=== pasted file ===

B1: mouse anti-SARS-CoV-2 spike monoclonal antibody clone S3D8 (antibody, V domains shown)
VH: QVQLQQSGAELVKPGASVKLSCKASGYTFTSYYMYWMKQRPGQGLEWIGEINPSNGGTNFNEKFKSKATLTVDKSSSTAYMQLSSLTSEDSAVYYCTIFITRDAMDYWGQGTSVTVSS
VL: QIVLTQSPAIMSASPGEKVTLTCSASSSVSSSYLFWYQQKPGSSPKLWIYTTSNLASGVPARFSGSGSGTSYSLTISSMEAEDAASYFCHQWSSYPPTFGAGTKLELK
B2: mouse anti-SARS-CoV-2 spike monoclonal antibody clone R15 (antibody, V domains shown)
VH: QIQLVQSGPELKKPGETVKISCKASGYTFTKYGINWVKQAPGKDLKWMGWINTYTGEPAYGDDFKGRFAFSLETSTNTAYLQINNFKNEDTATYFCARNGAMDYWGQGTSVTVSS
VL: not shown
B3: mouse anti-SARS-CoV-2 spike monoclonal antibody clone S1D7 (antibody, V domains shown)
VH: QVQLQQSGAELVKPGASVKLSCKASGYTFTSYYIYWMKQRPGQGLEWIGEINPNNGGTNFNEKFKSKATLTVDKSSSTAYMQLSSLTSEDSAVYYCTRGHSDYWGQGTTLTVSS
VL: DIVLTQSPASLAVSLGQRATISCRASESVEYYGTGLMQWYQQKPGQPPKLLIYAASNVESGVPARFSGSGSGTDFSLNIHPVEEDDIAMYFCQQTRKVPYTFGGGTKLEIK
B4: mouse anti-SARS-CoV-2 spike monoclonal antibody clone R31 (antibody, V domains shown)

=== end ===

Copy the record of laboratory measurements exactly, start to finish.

B1: mouse anti-SARS-CoV-2 spike monoclonal antibody clone S3D8 (antibody, V domains shown)
VH: QVQLQQSGAELVKPGASVKLSCKASGYTFTSYYMYWMKQRPGQGLEWIGEINPSNGGTNFNEKFKSKATLTVDKSSSTAYMQLSSLTSEDSAVYYCTIFITRDAMDYWGQGTSVTVSS
VL: QIVLTQSPAIMSASPGEKVTLTCSASSSVSSSYLFWYQQKPGSSPKLWIYTTSNLASGVPARFSGSGSGTSYSLTISSMEAEDAASYFCHQWSSYPPTFGAGTKLELK
B2: mouse anti-SARS-CoV-2 spike monoclonal antibody clone R15 (antibody, V domains shown)
VH: QIQLVQSGPELKKPGETVKISCKASGYTFTKYGINWVKQAPGKDLKWMGWINTYTGEPAYGDDFKGRFAFSLETSTNTAYLQINNFKNEDTATYFCARNGAMDYWGQGTSVTVSS
VL: not shown
B3: mouse anti-SARS-CoV-2 spike monoclonal antibody clone S1D7 (antibody, V domains shown)
VH: QVQLQQSGAELVKPGASVKLSCKASGYTFTSYYIYWMKQRPGQGLEWIGEINPNNGGTNFNEKFKSKATLTVDKSSSTAYMQLSSLTSEDSAVYYCTRGHSDYWGQGTTLTVSS
VL: DIVLTQSPASLAVSLGQRATISCRASESVEYYGTGLMQWYQQKPGQPPKLLIYAASNVESGVPARFSGSGSGTDFSLNIHPVEEDDIAMYFCQQTRKVPYTFGGGTKLEIK
B4: mouse anti-SARS-CoV-2 spike monoclonal antibody clone R31 (antibody, V domains shown)